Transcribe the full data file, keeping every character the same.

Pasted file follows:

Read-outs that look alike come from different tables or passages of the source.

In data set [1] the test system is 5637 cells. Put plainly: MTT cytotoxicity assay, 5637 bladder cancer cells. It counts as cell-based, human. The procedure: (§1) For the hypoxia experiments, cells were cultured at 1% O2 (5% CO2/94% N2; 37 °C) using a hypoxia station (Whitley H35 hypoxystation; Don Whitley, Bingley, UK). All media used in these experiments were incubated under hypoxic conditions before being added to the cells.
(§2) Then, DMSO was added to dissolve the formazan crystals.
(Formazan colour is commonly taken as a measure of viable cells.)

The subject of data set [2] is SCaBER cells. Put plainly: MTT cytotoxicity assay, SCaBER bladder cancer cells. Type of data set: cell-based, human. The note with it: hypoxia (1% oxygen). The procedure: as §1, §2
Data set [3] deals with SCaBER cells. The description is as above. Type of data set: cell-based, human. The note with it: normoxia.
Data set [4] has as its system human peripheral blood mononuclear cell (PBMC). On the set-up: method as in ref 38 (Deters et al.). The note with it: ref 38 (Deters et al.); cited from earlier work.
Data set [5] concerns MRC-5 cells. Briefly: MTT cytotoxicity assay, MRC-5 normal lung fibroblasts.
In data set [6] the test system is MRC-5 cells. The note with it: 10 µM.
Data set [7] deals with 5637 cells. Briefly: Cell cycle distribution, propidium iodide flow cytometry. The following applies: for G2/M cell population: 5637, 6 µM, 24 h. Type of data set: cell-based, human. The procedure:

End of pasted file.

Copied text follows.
Read-outs that look alike come from different tables or passages of the source.

In data set [1] the test system is 5637 cells. Put plainly: MTT cytotoxicity assay, 5637 bladder cancer cells. It counts as cell-based, human. The procedure: (§1) For the hypoxia experiments, cells were cultured at 1% O2 (5% CO2/94% N2; 37 °C) using a hypoxia station (Whitley H35 hypoxystation; Don Whitley, Bingley, UK). All media used in these experiments were incubated under hypoxic conditions before being added to the cells.
(§2) Then, DMSO was added to dissolve the formazan crystals.
(Formazan colour is commonly taken as a measure of viable cells.)

The subject of data set [2] is SCaBER cells. Put plainly: MTT cytotoxicity assay, SCaBER bladder cancer cells. Type of data set: cell-based, human. The note with it: hypoxia (1% oxygen). The procedure: as §1, §2
Data set [3] deals with SCaBER cells. The description is as above. Type of data set: cell-based, human. The note with it: normoxia.
Data set [4] has as its system human peripheral blood mononuclear cell (PBMC). On the set-up: method as in ref 38 (Deters et al.). The note with it: ref 38 (Deters et al.); cited from earlier work.
Data set [5] concerns MRC-5 cells. Briefly: MTT cytotoxicity assay, MRC-5 normal lung fibroblasts.
In data set [6] the test system is MRC-5 cells. The note with it: 10 µM.
Data set [7] deals with 5637 cells. Briefly: Cell cycle distribution, propidium iodide flow cytometry. The following applies: for G2/M cell population: 5637, 6 µM, 24 h. Type of data set: cell-based, human. The procedure: